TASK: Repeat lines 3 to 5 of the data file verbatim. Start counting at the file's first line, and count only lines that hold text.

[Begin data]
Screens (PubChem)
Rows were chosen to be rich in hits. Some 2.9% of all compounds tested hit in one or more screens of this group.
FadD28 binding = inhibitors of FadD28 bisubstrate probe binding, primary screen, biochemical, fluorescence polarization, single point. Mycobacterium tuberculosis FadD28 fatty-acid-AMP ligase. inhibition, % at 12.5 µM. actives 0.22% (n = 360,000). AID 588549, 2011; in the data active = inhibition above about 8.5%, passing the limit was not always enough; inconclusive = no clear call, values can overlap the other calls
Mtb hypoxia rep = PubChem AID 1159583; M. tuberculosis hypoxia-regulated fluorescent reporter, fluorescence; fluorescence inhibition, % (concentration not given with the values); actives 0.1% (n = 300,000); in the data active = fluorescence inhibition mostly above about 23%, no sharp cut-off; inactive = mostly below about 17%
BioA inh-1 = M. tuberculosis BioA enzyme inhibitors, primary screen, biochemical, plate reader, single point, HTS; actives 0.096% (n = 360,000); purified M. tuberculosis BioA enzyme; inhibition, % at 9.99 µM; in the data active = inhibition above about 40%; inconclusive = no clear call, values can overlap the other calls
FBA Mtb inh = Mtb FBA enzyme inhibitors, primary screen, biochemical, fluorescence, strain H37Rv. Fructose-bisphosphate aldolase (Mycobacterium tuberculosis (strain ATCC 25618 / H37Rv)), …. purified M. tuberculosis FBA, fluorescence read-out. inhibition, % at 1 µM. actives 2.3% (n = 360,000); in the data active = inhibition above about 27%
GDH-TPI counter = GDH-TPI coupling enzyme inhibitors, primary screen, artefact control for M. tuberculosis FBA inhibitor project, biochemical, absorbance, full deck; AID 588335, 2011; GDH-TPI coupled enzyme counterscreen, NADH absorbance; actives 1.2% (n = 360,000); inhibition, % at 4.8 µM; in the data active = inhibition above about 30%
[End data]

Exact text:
FadD28 binding = inhibitors of FadD28 bisubstrate probe binding, primary screen, biochemical, fluorescence polarization, single point. Mycobacterium tuberculosis FadD28 fatty-acid-AMP ligase. inhibition, % at 12.5 µM. actives 0.22% (n = 360,000). AID 588549, 2011; in the data active = inhibition above about 8.5%, passing the limit was not always enough; inconclusive = no clear call, values can overlap the other calls
Mtb hypoxia rep = PubChem AID 1159583; M. tuberculosis hypoxia-regulated fluorescent reporter, fluorescence; fluorescence inhibition, % (concentration not given with the values); actives 0.1% (n = 300,000); in the data active = fluorescence inhibition mostly above about 23%, no sharp cut-off; inactive = mostly below about 17%
BioA inh-1 = M. tuberculosis BioA enzyme inhibitors, primary screen, biochemical, plate reader, single point, HTS; actives 0.096% (n = 360,000); purified M. tuberculosis BioA enzyme; inhibition, % at 9.99 µM; in the data active = inhibition above about 40%; inconclusive = no clear call, values can overlap the other calls